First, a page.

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You say you’re in your late 60s and happily partnered. In spite of everything you do—including showering before intimacy and drinking water and cranberry juice—you can practically count on a urinary tract infection (UTI) after intimacy. Your doctor has offered a couple of prescription products and you’re wondering what else you might do.
This isn’t an uncommon occurrence. The most effective treatment is to “estrogenize” your genitals. The absence of estrogen in menopause creates very thin, fragile tissues of the external genitals, urethra, and base of the bladder, making women much more prone to bladder infections.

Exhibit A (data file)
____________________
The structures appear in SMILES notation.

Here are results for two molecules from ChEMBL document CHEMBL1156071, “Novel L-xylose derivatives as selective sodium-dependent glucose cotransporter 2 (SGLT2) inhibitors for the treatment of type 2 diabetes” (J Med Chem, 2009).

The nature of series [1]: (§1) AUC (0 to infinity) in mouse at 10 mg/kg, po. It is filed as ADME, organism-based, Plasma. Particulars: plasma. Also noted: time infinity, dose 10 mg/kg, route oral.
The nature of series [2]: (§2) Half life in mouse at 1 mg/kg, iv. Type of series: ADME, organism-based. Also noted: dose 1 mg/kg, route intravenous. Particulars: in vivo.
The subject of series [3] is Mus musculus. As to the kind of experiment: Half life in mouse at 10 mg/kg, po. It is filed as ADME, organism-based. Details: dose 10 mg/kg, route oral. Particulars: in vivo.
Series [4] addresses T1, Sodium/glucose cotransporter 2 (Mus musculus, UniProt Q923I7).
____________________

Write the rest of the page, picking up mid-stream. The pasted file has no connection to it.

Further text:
This isn’t a cleanliness issue; you can’t sterilize your skin. You can empty your bladder after intercourse, but other than that you can’t scrub your way out of it.
There are seven prescription options to return health to the genitals (six are vaginal treatments; one is oral). There’s also a new product with which I’ve seen some success. Called Utiva, it’s a unique cranberry extract that helps reduce the likelihood of recurring UTIs. It is only available online.
An antibiotic after sex is fine, if sex is quite infrequent; it’s not a great solution for frequent sex. I would not recommend the clotrimazole/betamethasone cream: That is an antifungal (anti-yeast) and topical steroid and unless you have documentation that is the infection issue (and a UTI is not fungal), this is not beneficial. The topical steroid should be used in a very limited fashion; chronic application to those tissues can be problematic.
I hope this helps.
Dr. Barb DePree, M.D., has been a gynecologist and women’s health provider for almost 30 years and a menopause care specialist for the past ten.